The maintenance of species diversity in multitrophic communities

Project Overview
Research Core Areas: 
Project Abstract: 
Organisms consume resources and are themselves resources for other species. These species interactions serve as the building blocks for food webs, and they ultimately shape the diversity and stability of the entire community. Yet despite this apparent simplicity, how food webs assemble and the mechanisms that maintain species diversity remain open questions. In this project, I will leverage new insights from coexistence theory and food web theory to determine how aggregations of species interactions in food webs impart stability and invasibility to the system. I will characterize the inquiline invertebrate communities of pitcher plants (Sarracenia purpurea) across spatial and temporal scales, then use these patterns to motivate laboratory experiments and mathematical models that determine why some food web structures are more common, more stable, or more subject to invasion by new species than others. Taken together, this synthesis of pattern and process will shed new light on the processes that modulate species diversity in complex communities.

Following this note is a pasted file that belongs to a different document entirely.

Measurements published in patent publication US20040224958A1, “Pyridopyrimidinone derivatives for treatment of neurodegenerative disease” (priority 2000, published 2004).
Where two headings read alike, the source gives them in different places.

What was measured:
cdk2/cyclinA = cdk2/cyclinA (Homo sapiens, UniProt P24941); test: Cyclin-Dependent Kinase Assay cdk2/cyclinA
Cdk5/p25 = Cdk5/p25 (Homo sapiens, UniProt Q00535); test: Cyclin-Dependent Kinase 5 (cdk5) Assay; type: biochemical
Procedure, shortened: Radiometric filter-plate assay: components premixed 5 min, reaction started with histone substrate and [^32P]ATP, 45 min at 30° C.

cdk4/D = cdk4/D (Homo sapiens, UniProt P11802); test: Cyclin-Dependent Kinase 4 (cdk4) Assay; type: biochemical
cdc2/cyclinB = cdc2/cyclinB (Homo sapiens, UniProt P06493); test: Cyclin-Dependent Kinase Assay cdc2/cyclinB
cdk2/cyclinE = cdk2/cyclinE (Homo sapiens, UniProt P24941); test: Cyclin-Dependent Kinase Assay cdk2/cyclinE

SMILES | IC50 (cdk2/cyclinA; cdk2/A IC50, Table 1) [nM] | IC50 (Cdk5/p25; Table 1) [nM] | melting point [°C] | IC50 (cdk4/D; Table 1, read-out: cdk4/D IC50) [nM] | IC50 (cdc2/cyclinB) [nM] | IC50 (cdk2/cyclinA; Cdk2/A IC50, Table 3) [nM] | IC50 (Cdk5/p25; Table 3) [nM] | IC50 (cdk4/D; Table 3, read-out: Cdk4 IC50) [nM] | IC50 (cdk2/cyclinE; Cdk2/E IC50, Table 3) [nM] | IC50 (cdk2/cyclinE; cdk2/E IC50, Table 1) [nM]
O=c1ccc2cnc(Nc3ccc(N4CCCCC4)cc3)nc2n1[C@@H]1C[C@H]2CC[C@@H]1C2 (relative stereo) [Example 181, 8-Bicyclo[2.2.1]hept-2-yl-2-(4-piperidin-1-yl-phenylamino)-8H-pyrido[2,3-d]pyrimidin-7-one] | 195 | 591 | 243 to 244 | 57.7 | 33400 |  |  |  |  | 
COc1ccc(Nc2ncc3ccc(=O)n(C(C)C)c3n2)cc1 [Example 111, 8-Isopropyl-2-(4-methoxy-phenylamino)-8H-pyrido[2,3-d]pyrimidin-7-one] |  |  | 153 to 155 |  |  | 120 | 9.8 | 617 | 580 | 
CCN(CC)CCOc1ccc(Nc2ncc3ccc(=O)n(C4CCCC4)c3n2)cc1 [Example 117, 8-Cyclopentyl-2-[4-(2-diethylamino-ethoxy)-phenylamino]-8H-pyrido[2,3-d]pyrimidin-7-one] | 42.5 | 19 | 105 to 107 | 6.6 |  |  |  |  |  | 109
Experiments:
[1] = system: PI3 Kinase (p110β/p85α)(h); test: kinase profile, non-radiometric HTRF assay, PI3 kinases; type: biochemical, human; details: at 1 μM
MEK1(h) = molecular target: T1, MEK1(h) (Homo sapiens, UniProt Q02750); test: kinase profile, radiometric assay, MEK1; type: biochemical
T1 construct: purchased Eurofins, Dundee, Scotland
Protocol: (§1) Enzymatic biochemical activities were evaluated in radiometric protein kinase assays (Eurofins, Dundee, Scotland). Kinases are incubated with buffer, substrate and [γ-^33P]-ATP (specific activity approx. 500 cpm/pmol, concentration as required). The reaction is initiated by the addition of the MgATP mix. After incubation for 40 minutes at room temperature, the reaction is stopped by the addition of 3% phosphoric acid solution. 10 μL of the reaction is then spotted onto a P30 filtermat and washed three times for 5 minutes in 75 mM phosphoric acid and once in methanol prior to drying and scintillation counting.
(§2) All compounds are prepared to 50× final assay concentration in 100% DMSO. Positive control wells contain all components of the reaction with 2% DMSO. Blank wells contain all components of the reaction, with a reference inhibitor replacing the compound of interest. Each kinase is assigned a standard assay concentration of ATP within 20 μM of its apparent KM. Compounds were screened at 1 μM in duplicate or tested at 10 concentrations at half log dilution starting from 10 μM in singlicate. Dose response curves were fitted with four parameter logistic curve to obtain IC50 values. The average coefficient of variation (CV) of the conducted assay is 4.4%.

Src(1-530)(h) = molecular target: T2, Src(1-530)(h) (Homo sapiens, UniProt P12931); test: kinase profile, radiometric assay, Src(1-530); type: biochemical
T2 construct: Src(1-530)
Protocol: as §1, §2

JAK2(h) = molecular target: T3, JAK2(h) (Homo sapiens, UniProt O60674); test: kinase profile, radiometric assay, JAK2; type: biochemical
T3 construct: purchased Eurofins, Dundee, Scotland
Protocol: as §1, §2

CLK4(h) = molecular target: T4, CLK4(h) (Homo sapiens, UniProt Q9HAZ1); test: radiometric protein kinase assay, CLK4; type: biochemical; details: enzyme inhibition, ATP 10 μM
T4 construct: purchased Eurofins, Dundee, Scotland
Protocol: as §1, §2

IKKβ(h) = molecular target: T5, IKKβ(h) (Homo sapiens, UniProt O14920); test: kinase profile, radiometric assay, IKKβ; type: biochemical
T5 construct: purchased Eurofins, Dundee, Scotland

Investigator Info
Funding agency: 
Postdoc supervisor's start-up funds
Years research project active: 
2019 to 2022